As you can imagine, considering that they are made with different primary ingredients, chow mein and chow fun noodles taste different, even when you don’t factor in the different sauces and ingredients you can add.
Unsurprisingly, chow mein tastes pasta-like due to the egg in the recipe, whereas chow fun tastes more like rice.
When cooked, chow fun usually tastes smoky because they are dry-fried in a wok. Chow mein will only taste smoky if it has been charred, which is something chefs sometimes do to add more flavor.
The nutritional content of chow mein vs chow fun is another factor to bear in mind if you’re trying to decide which of these noodles to eat.
The first thing to remember is that chow fun contains more calories. On the other hand, chow mein is higher in fat as well as protein.
Uncooked chow mein usually contains 167 calories per 100 grams, whereas the same portion of chow fun contains 135 calories.
Rice noodles like chow fun don’t contain any gluten, so if you have a gluten sensitivity or allergy, this will definitely be the better choice for you. However, always check that the sauce used to prepare the noodles doesn’t contain any wheat.
Both chow fun and chow mein can be made more nutritious by adding protein sources and vegetables.
Chow Mein Fun
Now we know the differences between chow mein and chow fun. But what is chow mein fun?
Unlike either of the two dishes discussed above, chow mein fun is not an authentic Chinese dish. It is a Westernized take on Chinese cuisine that uses chow mein noodles, but boils them rather than frying them. This means that chow mein fun is, in fact, a lo mein dish.
All you need to make chow mein fun is:
- Chow mein noodles
- Chicken breast
- Chicken bouillon powder (½ tbsp)
- Chopped garlic
- Chopped ginger
- Soy sauce (3 tbsp)
- Oyster sauce (2 tbsp)
- Sesame oil
- Diluted dark and light soy sauce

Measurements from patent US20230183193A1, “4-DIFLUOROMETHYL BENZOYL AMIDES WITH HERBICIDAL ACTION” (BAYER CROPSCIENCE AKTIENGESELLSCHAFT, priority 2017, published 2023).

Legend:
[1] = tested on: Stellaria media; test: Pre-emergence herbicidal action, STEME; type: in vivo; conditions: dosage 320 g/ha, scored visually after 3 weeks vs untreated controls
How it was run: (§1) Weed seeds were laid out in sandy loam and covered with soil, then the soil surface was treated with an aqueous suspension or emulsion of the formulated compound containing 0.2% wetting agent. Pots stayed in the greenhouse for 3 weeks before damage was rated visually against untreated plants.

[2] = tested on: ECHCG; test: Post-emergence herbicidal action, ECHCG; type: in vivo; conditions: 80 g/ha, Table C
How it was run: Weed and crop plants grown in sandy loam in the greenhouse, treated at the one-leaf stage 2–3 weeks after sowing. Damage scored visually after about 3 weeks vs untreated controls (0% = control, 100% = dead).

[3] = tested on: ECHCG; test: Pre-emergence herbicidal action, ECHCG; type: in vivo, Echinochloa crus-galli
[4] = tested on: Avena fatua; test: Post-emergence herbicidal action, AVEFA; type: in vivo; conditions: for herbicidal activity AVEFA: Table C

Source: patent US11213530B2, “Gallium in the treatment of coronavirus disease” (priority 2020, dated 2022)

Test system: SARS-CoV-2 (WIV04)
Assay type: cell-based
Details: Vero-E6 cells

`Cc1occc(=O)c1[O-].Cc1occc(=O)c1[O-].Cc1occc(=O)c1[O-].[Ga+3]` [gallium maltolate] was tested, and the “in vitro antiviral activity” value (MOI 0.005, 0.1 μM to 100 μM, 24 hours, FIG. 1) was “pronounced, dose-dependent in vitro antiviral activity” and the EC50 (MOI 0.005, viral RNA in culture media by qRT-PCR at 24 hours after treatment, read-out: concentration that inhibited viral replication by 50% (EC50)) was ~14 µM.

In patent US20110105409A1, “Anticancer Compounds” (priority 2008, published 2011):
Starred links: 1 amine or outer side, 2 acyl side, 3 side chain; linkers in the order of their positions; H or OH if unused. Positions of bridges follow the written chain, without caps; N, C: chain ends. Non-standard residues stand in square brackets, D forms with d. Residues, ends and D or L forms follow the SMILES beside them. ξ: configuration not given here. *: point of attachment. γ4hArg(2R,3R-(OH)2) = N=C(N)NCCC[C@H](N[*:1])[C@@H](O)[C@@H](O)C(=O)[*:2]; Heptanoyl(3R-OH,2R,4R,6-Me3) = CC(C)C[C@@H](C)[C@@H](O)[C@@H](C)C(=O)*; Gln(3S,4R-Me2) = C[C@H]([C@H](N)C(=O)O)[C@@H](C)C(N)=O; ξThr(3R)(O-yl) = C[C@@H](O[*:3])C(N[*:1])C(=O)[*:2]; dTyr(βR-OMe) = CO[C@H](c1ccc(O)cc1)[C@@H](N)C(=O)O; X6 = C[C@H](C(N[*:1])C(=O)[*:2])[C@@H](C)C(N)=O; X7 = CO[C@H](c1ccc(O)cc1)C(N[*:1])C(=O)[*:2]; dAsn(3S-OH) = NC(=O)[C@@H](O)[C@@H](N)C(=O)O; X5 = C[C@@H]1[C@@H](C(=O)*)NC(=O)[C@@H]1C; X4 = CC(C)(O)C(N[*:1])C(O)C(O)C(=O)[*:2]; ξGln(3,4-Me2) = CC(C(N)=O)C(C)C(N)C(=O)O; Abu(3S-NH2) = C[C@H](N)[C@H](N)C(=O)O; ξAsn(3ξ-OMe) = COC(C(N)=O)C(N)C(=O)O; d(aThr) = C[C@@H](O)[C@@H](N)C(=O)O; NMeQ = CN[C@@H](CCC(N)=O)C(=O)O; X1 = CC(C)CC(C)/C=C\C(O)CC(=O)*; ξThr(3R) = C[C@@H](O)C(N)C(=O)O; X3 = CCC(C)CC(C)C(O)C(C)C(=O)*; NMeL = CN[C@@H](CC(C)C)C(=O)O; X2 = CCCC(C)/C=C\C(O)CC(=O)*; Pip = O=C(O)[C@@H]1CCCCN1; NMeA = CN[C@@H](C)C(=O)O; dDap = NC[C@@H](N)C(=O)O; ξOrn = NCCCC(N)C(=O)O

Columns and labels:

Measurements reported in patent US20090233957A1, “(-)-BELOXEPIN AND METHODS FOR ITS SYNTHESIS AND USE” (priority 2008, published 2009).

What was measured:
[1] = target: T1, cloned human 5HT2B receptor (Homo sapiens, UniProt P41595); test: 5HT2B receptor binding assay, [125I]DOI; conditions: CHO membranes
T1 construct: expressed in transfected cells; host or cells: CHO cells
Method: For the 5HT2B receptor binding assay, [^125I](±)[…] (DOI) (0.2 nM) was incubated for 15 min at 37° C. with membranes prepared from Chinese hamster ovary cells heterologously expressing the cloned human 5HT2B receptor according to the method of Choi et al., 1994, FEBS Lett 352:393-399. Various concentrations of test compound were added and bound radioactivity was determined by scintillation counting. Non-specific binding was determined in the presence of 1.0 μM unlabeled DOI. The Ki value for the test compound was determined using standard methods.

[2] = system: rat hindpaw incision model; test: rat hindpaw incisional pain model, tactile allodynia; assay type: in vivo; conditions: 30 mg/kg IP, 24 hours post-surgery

- Julienned vegetables
Then, to prepare the dish, just follow these instructions:
- Start by preparing your chicken. Marinate the meat in soy sauce, black pepper, and salt. You can add the ginger and garlic at this point.
- Add the noodles to boiling water and cook them until they are still slightly al dente. Make sure the noodles don’t continue to cook by placing the base of the pot in some cold water.
- Add some oil to a wok and fry your marinated chicken. Wait until the chicken is fully cooked before adding the vegetables and continuing to fry for a few minutes.
- Finally, transfer your noodles to the wok and allow a couple more minutes while you add the rest of the seasoning for extra flavor.
Chow mein and chow fun might be confused often, but they’re quite different, coming from different places in China and containing different ingredients and nutrients. They look different and have individual textures.
Neither chow mein or chow fun should be confused with chow mein fun, which is not an authentic Chinese dish and is actually a type of lo mein.
Remember, if you can’t eat gluten, you should avoid chow mein, since it is made with wheat flour. Chow fun should be gluten-free as long as the sauce does not contain wheat.